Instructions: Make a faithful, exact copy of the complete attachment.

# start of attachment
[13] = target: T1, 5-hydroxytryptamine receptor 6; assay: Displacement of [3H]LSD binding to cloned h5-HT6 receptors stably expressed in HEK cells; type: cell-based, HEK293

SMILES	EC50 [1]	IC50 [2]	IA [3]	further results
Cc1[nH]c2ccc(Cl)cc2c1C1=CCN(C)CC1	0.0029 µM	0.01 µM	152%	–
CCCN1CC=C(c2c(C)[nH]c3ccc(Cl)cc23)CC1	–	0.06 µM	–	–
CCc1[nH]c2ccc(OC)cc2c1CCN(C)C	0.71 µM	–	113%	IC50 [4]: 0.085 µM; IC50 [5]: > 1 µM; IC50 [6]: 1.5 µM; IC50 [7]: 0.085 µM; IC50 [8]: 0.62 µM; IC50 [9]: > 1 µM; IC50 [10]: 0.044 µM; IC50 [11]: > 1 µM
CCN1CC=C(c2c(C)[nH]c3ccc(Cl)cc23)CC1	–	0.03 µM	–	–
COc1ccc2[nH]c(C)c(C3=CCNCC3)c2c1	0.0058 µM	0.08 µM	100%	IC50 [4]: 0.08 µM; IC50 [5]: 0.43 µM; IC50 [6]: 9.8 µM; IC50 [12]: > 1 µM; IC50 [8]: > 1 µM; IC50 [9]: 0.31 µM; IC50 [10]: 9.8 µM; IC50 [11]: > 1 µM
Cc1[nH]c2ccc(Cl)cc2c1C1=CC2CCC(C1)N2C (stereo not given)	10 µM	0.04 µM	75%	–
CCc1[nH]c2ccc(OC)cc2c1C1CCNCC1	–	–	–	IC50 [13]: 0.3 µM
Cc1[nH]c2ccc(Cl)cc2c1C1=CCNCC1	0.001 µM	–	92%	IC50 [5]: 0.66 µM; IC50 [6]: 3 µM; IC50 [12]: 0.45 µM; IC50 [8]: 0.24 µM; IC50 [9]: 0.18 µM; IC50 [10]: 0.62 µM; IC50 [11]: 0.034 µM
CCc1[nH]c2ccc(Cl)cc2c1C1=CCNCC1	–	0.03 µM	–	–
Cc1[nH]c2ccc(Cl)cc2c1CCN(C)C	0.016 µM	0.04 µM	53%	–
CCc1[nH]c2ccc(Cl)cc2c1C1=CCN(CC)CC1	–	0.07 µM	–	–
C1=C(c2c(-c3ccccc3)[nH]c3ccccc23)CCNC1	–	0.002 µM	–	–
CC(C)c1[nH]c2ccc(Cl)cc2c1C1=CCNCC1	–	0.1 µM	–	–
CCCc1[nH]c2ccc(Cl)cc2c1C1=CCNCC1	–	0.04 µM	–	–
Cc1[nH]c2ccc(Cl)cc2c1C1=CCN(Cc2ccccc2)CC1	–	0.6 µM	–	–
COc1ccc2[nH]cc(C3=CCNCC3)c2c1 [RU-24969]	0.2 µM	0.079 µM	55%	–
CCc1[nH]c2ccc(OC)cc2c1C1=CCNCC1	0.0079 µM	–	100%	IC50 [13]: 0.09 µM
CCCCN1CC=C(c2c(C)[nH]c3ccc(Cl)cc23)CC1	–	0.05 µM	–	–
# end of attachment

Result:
[13] = target: T1, 5-hydroxytryptamine receptor 6; assay: Displacement of [3H]LSD binding to cloned h5-HT6 receptors stably expressed in HEK cells; type: cell-based, HEK293

SMILES	EC50 [1]	IC50 [2]	IA [3]	further results
Cc1[nH]c2ccc(Cl)cc2c1C1=CCN(C)CC1	0.0029 µM	0.01 µM	152%	–
CCCN1CC=C(c2c(C)[nH]c3ccc(Cl)cc23)CC1	–	0.06 µM	–	–
CCc1[nH]c2ccc(OC)cc2c1CCN(C)C	0.71 µM	–	113%	IC50 [4]: 0.085 µM; IC50 [5]: > 1 µM; IC50 [6]: 1.5 µM; IC50 [7]: 0.085 µM; IC50 [8]: 0.62 µM; IC50 [9]: > 1 µM; IC50 [10]: 0.044 µM; IC50 [11]: > 1 µM
CCN1CC=C(c2c(C)[nH]c3ccc(Cl)cc23)CC1	–	0.03 µM	–	–
COc1ccc2[nH]c(C)c(C3=CCNCC3)c2c1	0.0058 µM	0.08 µM	100%	IC50 [4]: 0.08 µM; IC50 [5]: 0.43 µM; IC50 [6]: 9.8 µM; IC50 [12]: > 1 µM; IC50 [8]: > 1 µM; IC50 [9]: 0.31 µM; IC50 [10]: 9.8 µM; IC50 [11]: > 1 µM
Cc1[nH]c2ccc(Cl)cc2c1C1=CC2CCC(C1)N2C (stereo not given)	10 µM	0.04 µM	75%	–
CCc1[nH]c2ccc(OC)cc2c1C1CCNCC1	–	–	–	IC50 [13]: 0.3 µM
Cc1[nH]c2ccc(Cl)cc2c1C1=CCNCC1	0.001 µM	–	92%	IC50 [5]: 0.66 µM; IC50 [6]: 3 µM; IC50 [12]: 0.45 µM; IC50 [8]: 0.24 µM; IC50 [9]: 0.18 µM; IC50 [10]: 0.62 µM; IC50 [11]: 0.034 µM
CCc1[nH]c2ccc(Cl)cc2c1C1=CCNCC1	–	0.03 µM	–	–
Cc1[nH]c2ccc(Cl)cc2c1CCN(C)C	0.016 µM	0.04 µM	53%	–
CCc1[nH]c2ccc(Cl)cc2c1C1=CCN(CC)CC1	–	0.07 µM	–	–
C1=C(c2c(-c3ccccc3)[nH]c3ccccc23)CCNC1	–	0.002 µM	–	–
CC(C)c1[nH]c2ccc(Cl)cc2c1C1=CCNCC1	–	0.1 µM	–	–
CCCc1[nH]c2ccc(Cl)cc2c1C1=CCNCC1	–	0.04 µM	–	–
Cc1[nH]c2ccc(Cl)cc2c1C1=CCN(Cc2ccccc2)CC1	–	0.6 µM	–	–
COc1ccc2[nH]cc(C3=CCNCC3)c2c1 [RU-24969]	0.2 µM	0.079 µM	55%	–
CCc1[nH]c2ccc(OC)cc2c1C1=CCNCC1	0.0079 µM	–	100%	IC50 [13]: 0.09 µM
CCCCN1CC=C(c2c(C)[nH]c3ccc(Cl)cc23)CC1	–	0.05 µM	–	–